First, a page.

Last night, in support of getting Scarlett on the road ASAP, I made the hard decision to pull perfectly good parts off Ringo and install them on Scarlett. The other option was to rely on recently rebuilt carburetors and a suspect fuel pump, and buy a battery. Since I expected it to only take a few minutes to remove the requisite Ringo parts, I went the cannibalization route. I figured if someone wanted to test-drive Ringo in the next few days, I’d swap everything back – not too big a deal.
While Mikhaila installed the final engine seal retainer on the passenger side, I remove Ringo’s fan belt, loosened the fuel pump retention bolt, spun off the four nuts holding the carbs to his heads, and disconnected the throttle and choke linkages. With Mikhaila helping, we pulled the carbs, fuel pump, and fuel lines as one assembly and dropped it onto Scarlett’s engine. Mikhaila went to free the battery while I began tightening bolts and fittings. Once all that was in place, I realized we hadn’t installed the choke linkage into the thermostat ends. We got it done, but it would have been MUCH easier prior to putting the fuel in the way. Mikhaila bolted down the carbs and then busied herself cleaning chrome while I finished hooking up and adjusting linkages. Ringo’s battery was then yanked from its home and dropped into Scarlett’s engine compartment. After cleaning the terminals, we established electrical power to the car.
Next needed part? A vacuum balance tube. I searched the washtub of Scarlett parts – nothing. I searched the shelves and walls and I was able to turn up four tubes, but they were all for LMs. Cool that one of them was from the 140HP engine from the Phil collection. I briefly thought about pulling Ringo’s, but the thought of finagling the tube out didn’t thrill me since it violated the easy-off easy-back-on rule I’d applied to this cannibalization episode.
When I shared my frustration at not have the right piece amongst my stash, Mikhaila pulled out a pen and a used part box to start a list. I guess she figured if we were missing one part, there’d be more. I scanned the engine compartment to see what else I was forgetting to install and came up needing the two brackets that position the bottom air cleaner cans over the engine (circled in red in the image below – taken from the excellent source corvanatics.com. A little explanation here since the Corvair enthusiasts among you readers will recognize that this style air cleaner (two separate elements) is not correct for a ’64 engine. I had given Mikhaila a choice as to which air cleaner style she wanted (correct ’64-‘69 style with a single, larger element or ’61-’63 dual element style). She chose the dual style, so many months ago I made sure I had the cans, lids, and crossover for that. Sadly, I’d forgotten the two brackets. Another deep search of the shelves turned up nothing, so those went on the list. I was, however, able to unearth all the parts necessary for the LM style, so that’s what we’ll go with until the correct brackets are obtained from the Corvair Ranch.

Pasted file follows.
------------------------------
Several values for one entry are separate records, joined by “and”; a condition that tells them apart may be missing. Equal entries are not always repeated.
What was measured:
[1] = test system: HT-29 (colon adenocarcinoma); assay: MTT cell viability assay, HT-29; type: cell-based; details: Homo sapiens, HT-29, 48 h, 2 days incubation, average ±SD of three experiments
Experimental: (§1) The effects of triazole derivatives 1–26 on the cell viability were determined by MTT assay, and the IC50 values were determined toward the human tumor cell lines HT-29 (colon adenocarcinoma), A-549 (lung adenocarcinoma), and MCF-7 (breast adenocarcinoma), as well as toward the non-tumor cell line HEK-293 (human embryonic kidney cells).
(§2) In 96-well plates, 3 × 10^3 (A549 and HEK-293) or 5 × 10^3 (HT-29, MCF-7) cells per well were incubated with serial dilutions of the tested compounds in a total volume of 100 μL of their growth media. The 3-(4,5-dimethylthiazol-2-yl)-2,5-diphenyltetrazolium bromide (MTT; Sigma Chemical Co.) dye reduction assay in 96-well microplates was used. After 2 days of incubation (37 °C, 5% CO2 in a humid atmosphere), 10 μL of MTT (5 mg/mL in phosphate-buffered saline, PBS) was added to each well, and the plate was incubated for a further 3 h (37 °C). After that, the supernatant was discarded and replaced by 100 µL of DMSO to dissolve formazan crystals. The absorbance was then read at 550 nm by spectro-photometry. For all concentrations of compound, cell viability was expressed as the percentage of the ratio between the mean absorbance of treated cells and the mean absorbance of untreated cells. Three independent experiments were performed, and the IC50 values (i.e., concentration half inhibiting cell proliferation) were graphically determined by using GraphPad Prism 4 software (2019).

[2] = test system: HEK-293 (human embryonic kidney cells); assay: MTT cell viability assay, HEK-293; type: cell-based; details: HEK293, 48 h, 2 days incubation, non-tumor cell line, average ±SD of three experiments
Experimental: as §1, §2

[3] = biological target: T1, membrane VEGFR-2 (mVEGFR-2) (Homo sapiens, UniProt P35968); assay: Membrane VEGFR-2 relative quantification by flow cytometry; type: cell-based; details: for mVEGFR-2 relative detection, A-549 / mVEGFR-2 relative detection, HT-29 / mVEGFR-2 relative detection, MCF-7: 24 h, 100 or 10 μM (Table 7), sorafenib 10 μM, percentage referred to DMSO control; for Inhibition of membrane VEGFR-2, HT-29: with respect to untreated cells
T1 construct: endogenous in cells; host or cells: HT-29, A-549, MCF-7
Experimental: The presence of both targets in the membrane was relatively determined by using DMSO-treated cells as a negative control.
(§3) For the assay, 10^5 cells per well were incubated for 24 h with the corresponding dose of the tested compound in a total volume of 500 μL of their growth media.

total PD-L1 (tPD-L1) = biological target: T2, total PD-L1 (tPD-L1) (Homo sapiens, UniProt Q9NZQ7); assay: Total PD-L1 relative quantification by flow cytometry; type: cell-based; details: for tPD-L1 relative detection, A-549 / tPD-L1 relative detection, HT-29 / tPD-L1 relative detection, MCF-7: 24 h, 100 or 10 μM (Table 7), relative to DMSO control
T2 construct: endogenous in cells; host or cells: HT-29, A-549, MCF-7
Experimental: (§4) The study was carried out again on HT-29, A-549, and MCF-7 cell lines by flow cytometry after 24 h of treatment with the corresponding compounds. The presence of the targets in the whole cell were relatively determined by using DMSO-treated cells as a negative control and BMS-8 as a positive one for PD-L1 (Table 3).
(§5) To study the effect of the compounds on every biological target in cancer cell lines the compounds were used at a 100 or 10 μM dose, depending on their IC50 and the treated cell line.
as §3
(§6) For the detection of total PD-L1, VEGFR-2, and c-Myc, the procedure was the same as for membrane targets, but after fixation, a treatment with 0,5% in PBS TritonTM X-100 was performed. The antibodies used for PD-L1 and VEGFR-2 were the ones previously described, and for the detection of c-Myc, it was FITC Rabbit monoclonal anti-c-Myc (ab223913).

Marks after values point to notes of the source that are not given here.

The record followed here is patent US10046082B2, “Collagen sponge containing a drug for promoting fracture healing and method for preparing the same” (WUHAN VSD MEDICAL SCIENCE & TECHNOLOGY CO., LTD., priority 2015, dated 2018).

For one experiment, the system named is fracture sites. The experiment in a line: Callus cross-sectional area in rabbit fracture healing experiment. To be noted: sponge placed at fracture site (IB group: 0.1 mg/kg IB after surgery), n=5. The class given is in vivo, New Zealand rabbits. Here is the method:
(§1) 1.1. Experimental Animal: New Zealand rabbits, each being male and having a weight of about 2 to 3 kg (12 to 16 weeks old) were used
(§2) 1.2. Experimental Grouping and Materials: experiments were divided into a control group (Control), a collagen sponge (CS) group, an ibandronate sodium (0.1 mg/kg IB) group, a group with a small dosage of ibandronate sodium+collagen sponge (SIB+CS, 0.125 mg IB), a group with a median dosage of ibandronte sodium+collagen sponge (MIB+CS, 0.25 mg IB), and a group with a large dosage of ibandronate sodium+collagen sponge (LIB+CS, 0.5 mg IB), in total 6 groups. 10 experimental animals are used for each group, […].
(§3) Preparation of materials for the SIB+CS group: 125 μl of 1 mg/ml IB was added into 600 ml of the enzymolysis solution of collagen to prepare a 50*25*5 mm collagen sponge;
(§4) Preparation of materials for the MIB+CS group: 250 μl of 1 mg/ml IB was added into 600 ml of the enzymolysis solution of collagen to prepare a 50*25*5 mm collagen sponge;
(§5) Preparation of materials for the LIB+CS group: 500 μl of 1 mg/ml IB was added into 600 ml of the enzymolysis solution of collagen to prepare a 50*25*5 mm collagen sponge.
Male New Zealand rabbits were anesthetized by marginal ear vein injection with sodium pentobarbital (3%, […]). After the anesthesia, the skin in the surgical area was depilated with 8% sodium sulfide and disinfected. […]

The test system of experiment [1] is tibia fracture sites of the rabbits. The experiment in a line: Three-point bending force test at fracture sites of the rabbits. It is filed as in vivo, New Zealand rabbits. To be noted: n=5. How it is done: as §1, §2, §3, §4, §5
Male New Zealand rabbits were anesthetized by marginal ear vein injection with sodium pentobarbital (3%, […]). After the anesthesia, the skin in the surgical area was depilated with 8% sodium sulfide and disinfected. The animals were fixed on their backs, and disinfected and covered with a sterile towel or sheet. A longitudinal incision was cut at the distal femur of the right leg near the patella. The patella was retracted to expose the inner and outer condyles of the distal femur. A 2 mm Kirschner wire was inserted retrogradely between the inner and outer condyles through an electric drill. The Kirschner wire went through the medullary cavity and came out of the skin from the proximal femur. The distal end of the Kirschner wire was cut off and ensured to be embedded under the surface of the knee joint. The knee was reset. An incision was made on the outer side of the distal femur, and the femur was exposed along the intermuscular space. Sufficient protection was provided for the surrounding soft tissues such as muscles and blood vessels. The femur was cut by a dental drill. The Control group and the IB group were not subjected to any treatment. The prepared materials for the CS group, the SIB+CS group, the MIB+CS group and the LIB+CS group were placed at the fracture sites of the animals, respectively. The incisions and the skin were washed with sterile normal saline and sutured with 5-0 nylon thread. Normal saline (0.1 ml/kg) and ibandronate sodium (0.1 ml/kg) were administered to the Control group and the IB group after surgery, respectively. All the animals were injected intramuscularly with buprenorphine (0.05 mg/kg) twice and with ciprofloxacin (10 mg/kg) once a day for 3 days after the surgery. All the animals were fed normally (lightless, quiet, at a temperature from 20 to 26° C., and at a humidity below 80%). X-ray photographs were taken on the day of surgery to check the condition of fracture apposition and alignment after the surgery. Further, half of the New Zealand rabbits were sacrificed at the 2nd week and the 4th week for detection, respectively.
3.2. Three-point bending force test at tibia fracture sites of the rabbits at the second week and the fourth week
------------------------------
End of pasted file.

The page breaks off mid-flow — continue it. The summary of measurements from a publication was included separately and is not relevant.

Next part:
The final act of our evening in the garage was testing the lights. With the key in the ON position, I flicked the blinker lever to the right and left with each position providing the resultant blinking of the front and rear lights. The shifter lever was moved to the R position and one of the two backup lights illuminated. I think I know the issue with the balky passenger side – grounding, and we’ll deal with that soon.
Once back inside I grabbed my phone and sent my buddy, Gary, a quick e-mail to see if he had a balance tube he'd be willing to part with. This morning's response was positive, so I'll be paying him a visit next Monday evening.